Now it has all ended, finally.  And it isn’t likely to resume at the next vacation or over next summer.  It’s probably gone for good.  Now I can rest my old elbow and have two more free hours every afternoon.  How rich in free time I’ve suddenly become, like an heir informed of a surprise inheritance!  But I would rather not have the fortune.  I would rather that those days had never died.  I don’t want the time, and I don’t want the rest.  I didn’t know how much I enjoyed the feeling of being needed—so much, even, that I was willing to grind myself down physically to cling to it.  Now I have personal space, and peace… and my new routines will likely narrow my awareness of life more than ever, and the sand in my glass will drain like a flicker of lightning.  I’d throw all this order away in an instant if the summer could resume.

Evening supper used to be a time of mild annoyance, at least in recent years.  As he grew older and resented the constraints more and more of being a young man stuck at home, he would deride or contradict almost any remark made in casual conversation just to chaff at the bit.  His mother found this boorish perversity unbecoming of a gentlemen and would sometimes leave the table in a huff.  I could understand it a little better; and occasionally, once the two of us were left alone, he would ask my opinion about some touchy ethical or epistemological issue.  Why exactly is gay marriage wrong?   How can we know that there was a Big Bang if we can’t know what made the banging?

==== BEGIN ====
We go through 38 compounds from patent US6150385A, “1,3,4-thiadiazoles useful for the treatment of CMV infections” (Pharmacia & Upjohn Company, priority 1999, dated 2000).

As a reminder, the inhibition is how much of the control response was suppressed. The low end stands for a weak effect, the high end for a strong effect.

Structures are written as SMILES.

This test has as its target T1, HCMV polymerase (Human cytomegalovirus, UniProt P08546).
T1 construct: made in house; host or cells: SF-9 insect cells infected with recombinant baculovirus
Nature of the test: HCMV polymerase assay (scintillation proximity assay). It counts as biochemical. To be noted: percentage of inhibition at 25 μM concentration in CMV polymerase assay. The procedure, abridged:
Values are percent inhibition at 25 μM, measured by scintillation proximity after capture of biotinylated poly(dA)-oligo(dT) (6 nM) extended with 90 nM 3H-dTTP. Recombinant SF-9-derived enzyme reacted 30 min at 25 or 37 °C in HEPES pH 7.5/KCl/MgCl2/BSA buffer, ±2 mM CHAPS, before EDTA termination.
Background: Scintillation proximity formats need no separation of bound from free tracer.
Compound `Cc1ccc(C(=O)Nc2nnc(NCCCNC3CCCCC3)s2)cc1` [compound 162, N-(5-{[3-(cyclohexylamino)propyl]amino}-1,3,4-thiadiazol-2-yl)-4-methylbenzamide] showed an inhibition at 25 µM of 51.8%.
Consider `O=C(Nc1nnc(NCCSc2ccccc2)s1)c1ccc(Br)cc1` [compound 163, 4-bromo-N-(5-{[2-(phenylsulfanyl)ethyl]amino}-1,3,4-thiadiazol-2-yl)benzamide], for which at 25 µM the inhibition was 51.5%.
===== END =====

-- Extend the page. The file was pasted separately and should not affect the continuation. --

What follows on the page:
Now supper is much more placid.  My wife and I don’t have to worry about sarcastic challenges from the other side of the table, for that chair is empty.  And it won’t be filled in a week or a month.  God willing, he will sit in it again by Christmas—and in a much more civil, appreciative manner, no doubt.  I have a feeling, though, that he will pose me fewer of those wide-open questions bursting from a hungry, naive young mind.  The child will not remain a child; at least, I fervently hope that he will not!  Yet the child’s hunger and naïveté… must that depart, as well?  Will I never see that again?